This is a survey of end-time ideas and beliefs, taking a chronological approach. Zoroastrianism was possibly the first coherent conception, but Greek philosophers and ancient Hebrews also developed ideas. Biblical prophecies are examined in relation to Jewish history, and are interpreted as general and symbolic rather than aspecific and literal. In the millennium that followed Christ, official attempts were made to discredit millennialism, but were opposed by popular expectations of the coming of the Antichrist, resulting in the Crusades among other expressions. Renaissance times saw the rise of predictions, such as those of Nostradamus, as well as the intermingling of secular and religious imagery in relation to end-time ideas. In modern times, a plethora of ideas, not least from Eastern religions, feed popular convictions. And, of course, increased scientific understanding is fuelling the speculation of cosmologies and environmentalists. The book examines if these are more than a new millenialism and if they have any real validity. The underlying argument is that the present age will end with Christ's return at the time that God chooses.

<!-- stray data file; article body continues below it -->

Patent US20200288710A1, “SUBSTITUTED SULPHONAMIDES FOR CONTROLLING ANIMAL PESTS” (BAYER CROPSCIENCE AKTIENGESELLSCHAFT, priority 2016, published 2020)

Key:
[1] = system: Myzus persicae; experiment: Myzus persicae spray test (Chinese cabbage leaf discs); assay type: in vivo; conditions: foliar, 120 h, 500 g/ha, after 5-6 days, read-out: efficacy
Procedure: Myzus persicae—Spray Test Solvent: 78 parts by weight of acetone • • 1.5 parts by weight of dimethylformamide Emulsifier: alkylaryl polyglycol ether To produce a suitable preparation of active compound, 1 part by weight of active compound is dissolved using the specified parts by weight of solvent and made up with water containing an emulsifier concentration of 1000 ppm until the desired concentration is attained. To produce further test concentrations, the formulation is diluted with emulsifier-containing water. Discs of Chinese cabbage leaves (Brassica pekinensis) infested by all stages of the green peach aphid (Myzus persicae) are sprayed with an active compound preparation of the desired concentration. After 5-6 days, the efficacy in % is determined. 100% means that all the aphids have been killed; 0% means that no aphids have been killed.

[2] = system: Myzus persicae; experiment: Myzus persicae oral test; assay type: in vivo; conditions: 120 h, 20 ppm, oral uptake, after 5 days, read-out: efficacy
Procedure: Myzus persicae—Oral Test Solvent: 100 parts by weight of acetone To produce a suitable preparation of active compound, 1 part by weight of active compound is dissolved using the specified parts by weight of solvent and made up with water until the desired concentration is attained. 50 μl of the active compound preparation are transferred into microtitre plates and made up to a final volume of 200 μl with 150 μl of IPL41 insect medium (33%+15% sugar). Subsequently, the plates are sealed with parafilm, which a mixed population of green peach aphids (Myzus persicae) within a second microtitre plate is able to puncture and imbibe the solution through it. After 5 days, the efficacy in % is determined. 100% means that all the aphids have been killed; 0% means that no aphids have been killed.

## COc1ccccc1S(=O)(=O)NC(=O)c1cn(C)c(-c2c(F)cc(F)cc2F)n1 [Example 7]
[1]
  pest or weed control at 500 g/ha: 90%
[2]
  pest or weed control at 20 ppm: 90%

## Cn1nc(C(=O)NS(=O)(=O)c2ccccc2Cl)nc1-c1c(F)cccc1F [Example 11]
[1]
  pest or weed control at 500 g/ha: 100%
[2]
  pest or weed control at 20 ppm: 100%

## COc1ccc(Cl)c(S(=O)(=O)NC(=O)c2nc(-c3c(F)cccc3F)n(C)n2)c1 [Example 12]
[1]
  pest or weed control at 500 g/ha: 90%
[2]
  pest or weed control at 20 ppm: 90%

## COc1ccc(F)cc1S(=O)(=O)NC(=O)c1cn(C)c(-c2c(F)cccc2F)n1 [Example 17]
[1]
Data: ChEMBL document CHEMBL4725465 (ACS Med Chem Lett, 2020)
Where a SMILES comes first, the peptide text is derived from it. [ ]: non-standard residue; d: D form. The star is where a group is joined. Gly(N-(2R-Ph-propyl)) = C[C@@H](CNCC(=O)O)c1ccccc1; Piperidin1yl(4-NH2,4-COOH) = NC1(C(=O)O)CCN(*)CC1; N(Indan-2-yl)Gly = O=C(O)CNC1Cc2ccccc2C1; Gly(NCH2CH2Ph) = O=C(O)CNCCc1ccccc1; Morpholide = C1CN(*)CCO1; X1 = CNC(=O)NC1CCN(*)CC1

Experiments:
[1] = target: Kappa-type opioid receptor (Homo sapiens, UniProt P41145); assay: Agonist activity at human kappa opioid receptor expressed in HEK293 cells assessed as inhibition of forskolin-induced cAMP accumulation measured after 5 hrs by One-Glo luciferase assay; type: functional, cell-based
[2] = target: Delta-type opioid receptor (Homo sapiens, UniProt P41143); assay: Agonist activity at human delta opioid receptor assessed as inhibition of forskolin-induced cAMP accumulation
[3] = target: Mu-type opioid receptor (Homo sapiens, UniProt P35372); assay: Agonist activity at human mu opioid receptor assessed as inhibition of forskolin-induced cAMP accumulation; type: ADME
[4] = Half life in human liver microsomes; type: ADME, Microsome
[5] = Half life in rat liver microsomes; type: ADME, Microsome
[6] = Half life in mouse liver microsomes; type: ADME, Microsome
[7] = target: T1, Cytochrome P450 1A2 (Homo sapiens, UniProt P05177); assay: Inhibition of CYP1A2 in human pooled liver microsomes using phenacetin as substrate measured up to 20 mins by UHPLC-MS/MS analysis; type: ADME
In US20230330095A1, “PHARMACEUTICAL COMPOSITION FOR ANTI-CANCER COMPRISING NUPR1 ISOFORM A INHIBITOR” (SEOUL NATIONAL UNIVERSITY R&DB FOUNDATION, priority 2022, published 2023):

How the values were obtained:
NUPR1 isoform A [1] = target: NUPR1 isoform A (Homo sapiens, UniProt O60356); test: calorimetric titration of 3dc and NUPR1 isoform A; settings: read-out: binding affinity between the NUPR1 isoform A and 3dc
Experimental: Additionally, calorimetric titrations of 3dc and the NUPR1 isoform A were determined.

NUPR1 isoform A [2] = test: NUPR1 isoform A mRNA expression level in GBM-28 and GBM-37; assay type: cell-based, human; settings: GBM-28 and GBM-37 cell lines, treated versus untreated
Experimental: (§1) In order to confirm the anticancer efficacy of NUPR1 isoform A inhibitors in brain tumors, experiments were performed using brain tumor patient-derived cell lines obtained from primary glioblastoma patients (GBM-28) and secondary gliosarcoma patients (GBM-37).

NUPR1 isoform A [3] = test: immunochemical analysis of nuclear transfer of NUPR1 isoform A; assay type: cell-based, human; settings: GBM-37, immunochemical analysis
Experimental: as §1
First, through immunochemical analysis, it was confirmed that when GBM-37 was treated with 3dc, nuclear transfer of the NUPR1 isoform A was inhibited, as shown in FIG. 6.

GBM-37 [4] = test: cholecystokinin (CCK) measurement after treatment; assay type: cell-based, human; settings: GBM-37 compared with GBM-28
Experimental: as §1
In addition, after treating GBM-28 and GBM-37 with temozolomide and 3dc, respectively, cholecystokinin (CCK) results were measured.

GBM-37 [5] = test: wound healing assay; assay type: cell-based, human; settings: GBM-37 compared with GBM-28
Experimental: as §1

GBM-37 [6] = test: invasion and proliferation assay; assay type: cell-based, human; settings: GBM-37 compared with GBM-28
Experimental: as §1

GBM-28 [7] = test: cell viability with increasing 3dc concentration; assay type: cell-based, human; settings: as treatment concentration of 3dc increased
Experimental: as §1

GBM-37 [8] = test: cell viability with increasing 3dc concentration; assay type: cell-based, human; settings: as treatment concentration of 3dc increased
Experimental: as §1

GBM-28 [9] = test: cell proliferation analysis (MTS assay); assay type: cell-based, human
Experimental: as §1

Christian belief has evolved and can integrate new ideas, such as environmentalism, so people can have some idea of where it will all end, but not when.show more